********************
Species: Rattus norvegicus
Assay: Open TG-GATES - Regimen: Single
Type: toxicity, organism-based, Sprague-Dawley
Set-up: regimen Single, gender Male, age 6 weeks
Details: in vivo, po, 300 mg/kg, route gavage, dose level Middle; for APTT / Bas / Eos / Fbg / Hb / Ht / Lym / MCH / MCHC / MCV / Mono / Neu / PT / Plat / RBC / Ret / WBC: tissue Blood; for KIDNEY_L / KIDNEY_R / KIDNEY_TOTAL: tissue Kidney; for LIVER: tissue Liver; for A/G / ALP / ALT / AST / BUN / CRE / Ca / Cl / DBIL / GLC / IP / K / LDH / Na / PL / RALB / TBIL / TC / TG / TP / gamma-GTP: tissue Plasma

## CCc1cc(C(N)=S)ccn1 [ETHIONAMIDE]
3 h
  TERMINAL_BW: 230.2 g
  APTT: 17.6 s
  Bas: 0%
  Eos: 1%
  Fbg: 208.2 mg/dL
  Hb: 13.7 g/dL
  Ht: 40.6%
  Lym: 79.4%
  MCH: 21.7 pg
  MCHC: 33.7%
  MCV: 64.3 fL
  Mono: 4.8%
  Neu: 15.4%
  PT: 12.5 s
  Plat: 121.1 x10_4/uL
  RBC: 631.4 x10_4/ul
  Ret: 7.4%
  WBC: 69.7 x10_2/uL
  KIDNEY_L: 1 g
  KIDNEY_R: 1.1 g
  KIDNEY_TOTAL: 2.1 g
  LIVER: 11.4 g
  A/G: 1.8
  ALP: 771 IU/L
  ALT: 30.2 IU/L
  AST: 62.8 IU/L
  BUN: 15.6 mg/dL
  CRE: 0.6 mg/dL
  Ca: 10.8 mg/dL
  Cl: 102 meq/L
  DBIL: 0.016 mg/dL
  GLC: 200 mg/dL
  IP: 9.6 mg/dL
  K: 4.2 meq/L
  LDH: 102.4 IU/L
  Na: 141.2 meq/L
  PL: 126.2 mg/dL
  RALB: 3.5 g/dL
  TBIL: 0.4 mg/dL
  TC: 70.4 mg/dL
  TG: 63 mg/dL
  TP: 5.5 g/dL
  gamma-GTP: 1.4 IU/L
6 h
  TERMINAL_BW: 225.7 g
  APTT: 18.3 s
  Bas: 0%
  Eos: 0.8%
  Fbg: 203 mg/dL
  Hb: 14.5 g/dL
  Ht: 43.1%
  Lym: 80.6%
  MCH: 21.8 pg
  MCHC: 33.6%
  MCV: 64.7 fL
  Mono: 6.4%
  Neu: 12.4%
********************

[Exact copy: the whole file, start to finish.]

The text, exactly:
Species: Rattus norvegicus
Assay: Open TG-GATES - Regimen: Single
Type: toxicity, organism-based, Sprague-Dawley
Set-up: regimen Single, gender Male, age 6 weeks
Details: in vivo, po, 300 mg/kg, route gavage, dose level Middle; for APTT / Bas / Eos / Fbg / Hb / Ht / Lym / MCH / MCHC / MCV / Mono / Neu / PT / Plat / RBC / Ret / WBC: tissue Blood; for KIDNEY_L / KIDNEY_R / KIDNEY_TOTAL: tissue Kidney; for LIVER: tissue Liver; for A/G / ALP / ALT / AST / BUN / CRE / Ca / Cl / DBIL / GLC / IP / K / LDH / Na / PL / RALB / TBIL / TC / TG / TP / gamma-GTP: tissue Plasma

## CCc1cc(C(N)=S)ccn1 [ETHIONAMIDE]
3 h
  TERMINAL_BW: 230.2 g
  APTT: 17.6 s
  Bas: 0%
  Eos: 1%
  Fbg: 208.2 mg/dL
  Hb: 13.7 g/dL
  Ht: 40.6%
  Lym: 79.4%
  MCH: 21.7 pg
  MCHC: 33.7%
  MCV: 64.3 fL
  Mono: 4.8%
  Neu: 15.4%
  PT: 12.5 s
  Plat: 121.1 x10_4/uL
  RBC: 631.4 x10_4/ul
  Ret: 7.4%
  WBC: 69.7 x10_2/uL
  KIDNEY_L: 1 g
  KIDNEY_R: 1.1 g
  KIDNEY_TOTAL: 2.1 g
  LIVER: 11.4 g
  A/G: 1.8
  ALP: 771 IU/L
  ALT: 30.2 IU/L
  AST: 62.8 IU/L
  BUN: 15.6 mg/dL
  CRE: 0.6 mg/dL
  Ca: 10.8 mg/dL
  Cl: 102 meq/L
  DBIL: 0.016 mg/dL
  GLC: 200 mg/dL
  IP: 9.6 mg/dL
  K: 4.2 meq/L
  LDH: 102.4 IU/L
  Na: 141.2 meq/L
  PL: 126.2 mg/dL
  RALB: 3.5 g/dL
  TBIL: 0.4 mg/dL
  TC: 70.4 mg/dL
  TG: 63 mg/dL
  TP: 5.5 g/dL
  gamma-GTP: 1.4 IU/L
6 h
  TERMINAL_BW: 225.7 g
  APTT: 18.3 s
  Bas: 0%
  Eos: 0.8%
  Fbg: 203 mg/dL
  Hb: 14.5 g/dL
  Ht: 43.1%
  Lym: 80.6%
  MCH: 21.8 pg
  MCHC: 33.6%
  MCV: 64.7 fL
  Mono: 6.4%
  Neu: 12.4%